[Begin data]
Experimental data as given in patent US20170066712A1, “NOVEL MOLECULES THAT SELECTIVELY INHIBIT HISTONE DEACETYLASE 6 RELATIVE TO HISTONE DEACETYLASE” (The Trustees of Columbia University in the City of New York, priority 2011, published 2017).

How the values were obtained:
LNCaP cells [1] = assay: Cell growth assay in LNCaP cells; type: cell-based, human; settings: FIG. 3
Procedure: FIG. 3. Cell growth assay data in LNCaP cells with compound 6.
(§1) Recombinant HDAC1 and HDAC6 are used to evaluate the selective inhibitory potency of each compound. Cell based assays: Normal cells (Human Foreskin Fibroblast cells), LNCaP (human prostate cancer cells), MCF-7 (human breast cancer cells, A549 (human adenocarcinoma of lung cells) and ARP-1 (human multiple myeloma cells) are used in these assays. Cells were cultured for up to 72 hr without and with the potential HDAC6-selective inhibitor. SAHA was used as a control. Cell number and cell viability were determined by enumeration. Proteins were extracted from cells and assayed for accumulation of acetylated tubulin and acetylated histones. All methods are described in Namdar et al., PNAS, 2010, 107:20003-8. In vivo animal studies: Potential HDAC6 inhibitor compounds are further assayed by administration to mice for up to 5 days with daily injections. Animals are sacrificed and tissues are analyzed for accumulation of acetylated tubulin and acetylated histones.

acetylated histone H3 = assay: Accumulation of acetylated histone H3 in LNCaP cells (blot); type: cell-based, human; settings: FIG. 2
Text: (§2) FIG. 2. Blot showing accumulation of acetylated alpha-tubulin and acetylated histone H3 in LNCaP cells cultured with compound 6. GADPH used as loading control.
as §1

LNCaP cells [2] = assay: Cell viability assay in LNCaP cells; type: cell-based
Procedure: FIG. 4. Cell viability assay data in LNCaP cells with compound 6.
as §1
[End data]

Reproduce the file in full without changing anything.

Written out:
Experimental data as given in patent US20170066712A1, “NOVEL MOLECULES THAT SELECTIVELY INHIBIT HISTONE DEACETYLASE 6 RELATIVE TO HISTONE DEACETYLASE” (The Trustees of Columbia University in the City of New York, priority 2011, published 2017).

How the values were obtained:
LNCaP cells [1] = assay: Cell growth assay in LNCaP cells; type: cell-based, human; settings: FIG. 3
Procedure: FIG. 3. Cell growth assay data in LNCaP cells with compound 6.
(§1) Recombinant HDAC1 and HDAC6 are used to evaluate the selective inhibitory potency of each compound. Cell based assays: Normal cells (Human Foreskin Fibroblast cells), LNCaP (human prostate cancer cells), MCF-7 (human breast cancer cells, A549 (human adenocarcinoma of lung cells) and ARP-1 (human multiple myeloma cells) are used in these assays. Cells were cultured for up to 72 hr without and with the potential HDAC6-selective inhibitor. SAHA was used as a control. Cell number and cell viability were determined by enumeration. Proteins were extracted from cells and assayed for accumulation of acetylated tubulin and acetylated histones. All methods are described in Namdar et al., PNAS, 2010, 107:20003-8. In vivo animal studies: Potential HDAC6 inhibitor compounds are further assayed by administration to mice for up to 5 days with daily injections. Animals are sacrificed and tissues are analyzed for accumulation of acetylated tubulin and acetylated histones.

acetylated histone H3 = assay: Accumulation of acetylated histone H3 in LNCaP cells (blot); type: cell-based, human; settings: FIG. 2
Text: (§2) FIG. 2. Blot showing accumulation of acetylated alpha-tubulin and acetylated histone H3 in LNCaP cells cultured with compound 6. GADPH used as loading control.
as §1

LNCaP cells [2] = assay: Cell viability assay in LNCaP cells; type: cell-based
Procedure: FIG. 4. Cell viability assay data in LNCaP cells with compound 6.
as §1